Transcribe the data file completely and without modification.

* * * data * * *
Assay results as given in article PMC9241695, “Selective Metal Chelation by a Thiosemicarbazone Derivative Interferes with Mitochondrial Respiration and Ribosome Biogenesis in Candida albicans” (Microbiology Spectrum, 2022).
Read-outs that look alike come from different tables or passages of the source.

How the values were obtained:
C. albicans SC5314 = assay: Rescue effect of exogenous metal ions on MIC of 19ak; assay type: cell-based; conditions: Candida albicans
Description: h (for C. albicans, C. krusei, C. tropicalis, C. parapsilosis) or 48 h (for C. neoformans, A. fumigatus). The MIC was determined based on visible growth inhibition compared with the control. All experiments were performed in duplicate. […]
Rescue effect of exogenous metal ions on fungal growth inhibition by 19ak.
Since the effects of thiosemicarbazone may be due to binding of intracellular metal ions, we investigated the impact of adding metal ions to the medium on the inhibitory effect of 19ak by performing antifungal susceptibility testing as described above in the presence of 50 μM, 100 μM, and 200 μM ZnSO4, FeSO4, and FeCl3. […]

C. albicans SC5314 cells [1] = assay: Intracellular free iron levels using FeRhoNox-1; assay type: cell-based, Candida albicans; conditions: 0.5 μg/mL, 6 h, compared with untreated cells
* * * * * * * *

Assay results as given in article PMC9241695, “Selective Metal Chelation by a Thiosemicarbazone Derivative Interferes with Mitochondrial Respiration and Ribosome Biogenesis in Candida albicans” (Microbiology Spectrum, 2022).
Read-outs that look alike come from different tables or passages of the source.

How the values were obtained:
C. albicans SC5314 = assay: Rescue effect of exogenous metal ions on MIC of 19ak; assay type: cell-based; conditions: Candida albicans
Description: h (for C. albicans, C. krusei, C. tropicalis, C. parapsilosis) or 48 h (for C. neoformans, A. fumigatus). The MIC was determined based on visible growth inhibition compared with the control. All experiments were performed in duplicate. […]
Rescue effect of exogenous metal ions on fungal growth inhibition by 19ak.
Since the effects of thiosemicarbazone may be due to binding of intracellular metal ions, we investigated the impact of adding metal ions to the medium on the inhibitory effect of 19ak by performing antifungal susceptibility testing as described above in the presence of 50 μM, 100 μM, and 200 μM ZnSO4, FeSO4, and FeCl3. […]

C. albicans SC5314 cells [1] = assay: Intracellular free iron levels using FeRhoNox-1; assay type: cell-based, Candida albicans; conditions: 0.5 μg/mL, 6 h, compared with untreated cells